Text: H.R.3703 — 111th Congress (2009-2010)All Information (Except Text)

There is one version of the bill.

Text available as:

Shown Here:
Introduced in House (10/01/2009)


111th CONGRESS
1st Session
H. R. 3703


To require the President to call a White House Conference on Autism.


IN THE HOUSE OF REPRESENTATIVES

October 1, 2009

Mr. Burton of Indiana (for himself, Mr. Wexler, Mr. McMahon, and Mr. Turner) introduced the following bill; which was referred to the Committee on Energy and Commerce


A BILL

To require the President to call a White House Conference on Autism.

Be it enacted by the Senate and House of Representatives of the United States of America in Congress assembled,

SECTION 1. Short title.

This Act may be cited as the “White House Conference on Autism Act of 2009”.

SEC. 2. Findings.

The Congress finds the following:

(1) Autism Spectrum Disorders (ASD) are the fastest-growing serious developmental disability in the U.S. occurring in all racial, ethnic, and socioeconomic groups.

(2) According to the Centers for Disease Control and Prevention’s Autism and Disabilities Monitoring Network the rate of Autism in the United States has exploded from an estimated 1 in 10,000 during the 1980s to a the current rate of 1 in 150 demonstrating that the United States is facing an literal epidemic of autism.

(3) The epidemic shows no sign of slowing as a new case of autism is diagnosed almost every 20 minutes.

(4) More children will be diagnosed with autism this year than with AIDS, diabetes, and cancer combined.

(5) Autism costs the Nation over $35,000,000,000 per year, a figure expected to significantly increase in the next decade.

(6) Autism is a life changing condition not a life threatening condition. Our Nation’s educational, labor, housing and medical communities are ill-equipped and undertrained to handle a generation of autism individuals.

(7) In the long-term, this autism epidemic could potentially deprive our Nation of a huge pool of future military, industrial, medical, and scientific talent.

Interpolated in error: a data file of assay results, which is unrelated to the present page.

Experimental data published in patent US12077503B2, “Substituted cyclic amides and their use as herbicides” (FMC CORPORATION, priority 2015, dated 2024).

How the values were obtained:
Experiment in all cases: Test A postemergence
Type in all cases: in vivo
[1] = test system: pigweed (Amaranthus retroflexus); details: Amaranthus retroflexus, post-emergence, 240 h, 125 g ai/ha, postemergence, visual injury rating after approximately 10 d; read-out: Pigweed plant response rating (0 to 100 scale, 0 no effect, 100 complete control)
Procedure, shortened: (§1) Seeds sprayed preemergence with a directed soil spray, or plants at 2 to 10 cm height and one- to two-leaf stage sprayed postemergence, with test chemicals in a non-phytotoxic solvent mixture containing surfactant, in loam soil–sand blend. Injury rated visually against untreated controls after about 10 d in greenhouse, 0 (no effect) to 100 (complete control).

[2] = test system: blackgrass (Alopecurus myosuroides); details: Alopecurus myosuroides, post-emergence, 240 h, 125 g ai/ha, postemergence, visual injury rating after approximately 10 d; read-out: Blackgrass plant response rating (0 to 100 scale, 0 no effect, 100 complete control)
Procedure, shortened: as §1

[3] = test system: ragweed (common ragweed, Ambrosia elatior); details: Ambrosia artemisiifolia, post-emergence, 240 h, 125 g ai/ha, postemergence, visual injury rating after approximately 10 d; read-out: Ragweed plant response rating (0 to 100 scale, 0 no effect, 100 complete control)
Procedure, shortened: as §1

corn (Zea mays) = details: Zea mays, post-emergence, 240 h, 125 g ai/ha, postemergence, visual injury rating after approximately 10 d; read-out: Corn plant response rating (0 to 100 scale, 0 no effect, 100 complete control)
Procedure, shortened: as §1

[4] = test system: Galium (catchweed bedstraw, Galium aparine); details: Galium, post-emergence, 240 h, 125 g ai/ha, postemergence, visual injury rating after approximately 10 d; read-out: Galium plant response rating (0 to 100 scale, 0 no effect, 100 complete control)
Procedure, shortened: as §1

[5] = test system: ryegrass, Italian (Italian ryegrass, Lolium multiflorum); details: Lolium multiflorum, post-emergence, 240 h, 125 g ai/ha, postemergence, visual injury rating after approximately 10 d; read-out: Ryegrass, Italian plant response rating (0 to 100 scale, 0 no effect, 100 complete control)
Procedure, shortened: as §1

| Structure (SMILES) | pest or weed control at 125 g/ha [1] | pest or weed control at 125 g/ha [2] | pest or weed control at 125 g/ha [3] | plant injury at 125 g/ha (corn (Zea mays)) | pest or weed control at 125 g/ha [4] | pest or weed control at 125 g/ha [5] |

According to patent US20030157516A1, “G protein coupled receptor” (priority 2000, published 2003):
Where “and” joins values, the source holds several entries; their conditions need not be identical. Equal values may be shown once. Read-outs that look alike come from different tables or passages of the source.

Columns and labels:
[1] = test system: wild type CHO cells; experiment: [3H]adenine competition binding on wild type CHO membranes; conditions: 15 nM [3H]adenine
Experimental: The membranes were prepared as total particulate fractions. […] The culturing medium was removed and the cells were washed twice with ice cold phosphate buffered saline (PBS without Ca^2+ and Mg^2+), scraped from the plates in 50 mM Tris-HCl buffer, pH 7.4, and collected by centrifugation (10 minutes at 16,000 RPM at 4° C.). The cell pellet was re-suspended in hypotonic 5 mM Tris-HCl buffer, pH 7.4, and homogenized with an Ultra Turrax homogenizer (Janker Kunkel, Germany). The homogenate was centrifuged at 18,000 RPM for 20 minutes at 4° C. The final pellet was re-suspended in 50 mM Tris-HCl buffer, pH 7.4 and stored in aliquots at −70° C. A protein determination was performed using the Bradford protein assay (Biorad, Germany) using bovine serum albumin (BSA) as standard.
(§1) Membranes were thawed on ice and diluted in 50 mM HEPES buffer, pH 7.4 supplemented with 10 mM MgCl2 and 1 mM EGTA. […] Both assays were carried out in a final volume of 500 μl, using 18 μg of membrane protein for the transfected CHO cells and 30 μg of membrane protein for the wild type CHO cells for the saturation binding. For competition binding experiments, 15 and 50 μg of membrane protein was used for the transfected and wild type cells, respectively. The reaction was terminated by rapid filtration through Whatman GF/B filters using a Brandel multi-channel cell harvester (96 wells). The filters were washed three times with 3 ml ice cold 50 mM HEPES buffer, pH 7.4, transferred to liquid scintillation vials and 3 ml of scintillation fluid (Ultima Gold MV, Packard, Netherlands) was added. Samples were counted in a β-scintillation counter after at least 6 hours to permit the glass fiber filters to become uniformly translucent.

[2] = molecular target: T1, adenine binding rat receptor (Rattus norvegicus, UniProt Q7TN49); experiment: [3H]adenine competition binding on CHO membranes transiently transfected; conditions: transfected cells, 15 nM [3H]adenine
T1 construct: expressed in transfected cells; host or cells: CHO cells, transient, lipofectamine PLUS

(8) Although autism spectrum disorders are an urgent societal concern and comprehensive research is the best hope for understanding the causes of autism and other developmental disorders, autism receives less than 5 percent of the Federal research funding of many less prevalent childhood diseases.

(9) In December 2006, Congress passed and President Bush signed into law the “Combating Autism Act of 2006,” which committed nearly $1,000,000,000 to autism research, including essential research on environmental factors, treatments, and early identification and support services.

(10) A White House Conference on Autism presents an historic opportunity to build on the foundation of the Combating Autism Act to advance the scientific study and analysis of many promising cutting-edge treatments and services for autism.

SEC. 3. Authorization of the conference.

(a) Authority To Call Conference.—Not later than December 31, 2010, the President shall call the White House Conference on Autism (in this Act referred to as the “Conference”) to be convened not later than 18 months after the selection of the Policy Committee established in section 4, in order to make fundamental policy recommendations on ways to combat the autism epidemic in the United States and to implement the purposes set forth in subsection (c).

(b) Planning and Direction.—The Secretary of Health and Human Services, the Secretary of Education, and the Secretary of Housing and Urban Development (in this Act referred to as the “Cochairs”) shall plan, conduct, and convene the Conference, in consultation with the Surgeon General.

(c) Purposes of the Conference.—The purposes of the Conference are to—

(1) galvanize a national effort to find the underlying cause or causes of autism;

(2) identify viable solutions and valuable services to help autistic individuals and families of autistic individuals meet the challenges they face on a daily basis;